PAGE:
A preemptive defense of LSU offensive coordinator Steve Ensminger
I find myself getting pre-mad about future criticism directed Steve Ensminger’s way.
The LSU offensive coordinator is entering Year 3 on the job, but if you asked the casual college football fan, they might tell you that this is Year 1 for Ensminger running the offense. Of course, when last year’s offense put up more points than any team in FBS history en route to a perfect season and national title, it was sparked by the arrival of Joe Brady’s pro-style spread offense. Brady is now running the Carolina Panthers’ offense while Ensminger is tasked with making sure LSU’s offense isn’t a 1-year wonder.
You know, in case you haven’t heard.
Ed Orgeron reminded the masses of something else that has been a bit lost over the course of the last year. That is, while it was Brady’s offensive philosophy, Ensminger called the majority of LSU’s plays during that historic season:
Ed Orgeron tells the Baton Rouge Rotary Club:
“Let me make sure everybody knows this. Steve Ensminger led this offense. Joe Brady taught us this spread offense, but Steven Ensminger led this offense and called 70 percent oft he plays.” #LSU
— Brody Miller (@BrodyAMiller) July 29, 2020
Orgeron is already doing what I feel compelled to do — preemptively defend Ensminger.
What seems like a 99.9% possibility in 2020 is that in a post-Brady world, LSU’s offense doesn’t match its 2019 production. Yes, I know Ja’Marr Chase and Terrace Marshall are back, Racey McMath and Arik Gilbert are getting all sorts of preseason buzz and the running back room is still talented. But even if they returned their entire offense instead of ranking No. 128 in percentage of returning offensive production after having 7 players on that side of the ball get drafted, there would still be a likely step back (the 2019 LSU offense entered the year ranked No. 12 in that category).
Why? Well, there’s the obvious factor of not having a real spring and perhaps a pandemic-interrupted fall. That’s not ideal for a team with so many new pieces. There’s the even more obvious factor of LSU now playing 10 SEC games without any Group of 5/FCS opponents. There are no Utah States or Georgia Southerns for Ensminger to give this new-look offense a chance to get its feet wet. It’s hard to imagine any elite Power 5 offense — at least of the ones remaining — matching its 2019 production given the new conference-only schedules in 2020 (maybe with the exception of the Big 12).
Some would say, well, that’s just reality. Ensminger got a raise from $800,000 to $1 million this offseason. If you’re making 7 figures, you better produce, regardless of what obstacles stand in your way. After all, this is the SEC.
But think about it. Because of the success of last year, Ensminger isn’t going to be evaluated by the standard of SEC offenses in 2020. He’s competing against the 2019 team, especially if the offense has a noticeable step back. It’ll be “they aren’t the same without Brady” or it’ll be “how much did Ensminger really contribute on that 2019 team?”
Those criticisms will ignore the aforementioned issues. It’ll also ignore the fact that LSU had the nation’s No. 38 offense in 2018, despite the fact that it featured a quarterback who arrived on campus that summer without a career start to his name … and it faced 6 defenses that finished in the top 20 in scoring.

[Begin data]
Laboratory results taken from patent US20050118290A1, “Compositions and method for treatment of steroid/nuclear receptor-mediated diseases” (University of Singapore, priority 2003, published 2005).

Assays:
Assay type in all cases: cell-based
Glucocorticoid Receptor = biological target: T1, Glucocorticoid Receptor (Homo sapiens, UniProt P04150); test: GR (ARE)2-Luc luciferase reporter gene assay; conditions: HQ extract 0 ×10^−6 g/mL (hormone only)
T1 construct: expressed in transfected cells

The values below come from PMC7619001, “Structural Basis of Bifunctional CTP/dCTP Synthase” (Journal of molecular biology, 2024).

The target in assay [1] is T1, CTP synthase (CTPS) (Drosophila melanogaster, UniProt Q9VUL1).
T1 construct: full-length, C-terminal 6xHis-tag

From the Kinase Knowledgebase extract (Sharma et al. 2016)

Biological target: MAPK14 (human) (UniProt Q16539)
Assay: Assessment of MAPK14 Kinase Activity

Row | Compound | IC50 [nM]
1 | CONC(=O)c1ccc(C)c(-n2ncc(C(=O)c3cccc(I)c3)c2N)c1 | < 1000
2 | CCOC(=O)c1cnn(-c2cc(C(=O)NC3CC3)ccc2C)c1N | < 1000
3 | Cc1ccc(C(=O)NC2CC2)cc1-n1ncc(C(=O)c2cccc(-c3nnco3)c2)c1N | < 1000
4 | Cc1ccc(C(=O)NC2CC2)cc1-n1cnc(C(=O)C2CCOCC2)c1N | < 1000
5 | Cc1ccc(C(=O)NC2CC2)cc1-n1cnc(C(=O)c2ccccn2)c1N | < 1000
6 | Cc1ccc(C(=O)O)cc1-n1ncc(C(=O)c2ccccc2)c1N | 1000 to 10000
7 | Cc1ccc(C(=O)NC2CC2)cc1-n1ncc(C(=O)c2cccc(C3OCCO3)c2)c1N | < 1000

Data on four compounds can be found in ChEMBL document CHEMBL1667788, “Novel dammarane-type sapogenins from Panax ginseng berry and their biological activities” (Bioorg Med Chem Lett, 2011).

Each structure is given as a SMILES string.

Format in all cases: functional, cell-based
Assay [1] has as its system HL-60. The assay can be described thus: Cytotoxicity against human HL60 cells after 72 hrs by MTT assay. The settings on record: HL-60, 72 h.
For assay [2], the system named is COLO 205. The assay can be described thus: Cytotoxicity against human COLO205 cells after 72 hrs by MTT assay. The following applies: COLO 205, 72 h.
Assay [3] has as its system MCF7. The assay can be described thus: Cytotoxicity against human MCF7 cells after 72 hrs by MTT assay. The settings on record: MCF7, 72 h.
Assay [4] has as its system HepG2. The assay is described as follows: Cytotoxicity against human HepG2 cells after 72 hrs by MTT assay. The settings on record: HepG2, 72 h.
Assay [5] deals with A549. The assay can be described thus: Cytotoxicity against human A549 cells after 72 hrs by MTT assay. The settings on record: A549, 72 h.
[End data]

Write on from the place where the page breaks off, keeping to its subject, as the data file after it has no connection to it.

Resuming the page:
Yet if LSU reverts to being anything less than an offensive juggernaut, you know most will blame Ensminger. It won’t be Myles Brennan entering Year 1 as a starter, and it won’t be a ground game that’s loaded with new pieces that still needs to be figured out. It’ll be the coordinator in his early 60s.
I hope he learned how and when to call the other 30%.
— Tracy 🌊🌊🌊 (@ctschwab) July 29, 2020
And in defense of critical LSU fans, I get it. This is a strange spot to be in. You don’t want to watch your team’s offense revert to its pre-2019 ways when getting shut out by Alabama was a far-too-regular occurrence. Last year’s team looked like it was playing a video game (I witnessed the Peach Bowl and still can’t fully believe that happened in a Playoff semifinal game).
But there’s a middle ground here. As I’ve been saying throughout the offseason, even if that unit takes a step back in production, it at least won’t look like the tight-formation, unimaginative LSU offense that ultimately led to Les Miles’ downfall in Baton Rouge. Ensminger is taking Brady’s offense, and if he has it his way, he’ll run with it. Call it the old “teach a man to fish” biblical reference, if you will.
Criticism of Ensminger should have context. If the offense hits a midseason lull that it can’t recover from, yes, he’s definitely worthy of criticism. If we see players speaking out and questioning the play-calling or the communication, yep, that’s also worthy of criticism.
There’s nothing wrong with criticizing Ensminger this year. I mean, the guy is an SEC offensive coordinator. It’d be weird if he didn’t catch some heat.
Just understand that the hand he’s working with is different than the one he shared with Brady last year. Don’t convince yourself the sky is falling if the offense who returns the smallest percentage of production of any Power 5 team doesn’t average 45 points from the jump playing in the sport’s toughest division.
No matter how difficult it might be, don’t treat Ensminger like he’s the guy who’s replacing the legend. That would diminish his 2019 impact. It would also diminish his 2020 challenges.
Orgeron put Ensminger in this role for a reason. If there’s anything that LSU fans should trust, it’s Orgeron’s ability to evaluate personnel.
Remember that there doesn’t have to be a scapegoat if LSU can’t repeat history.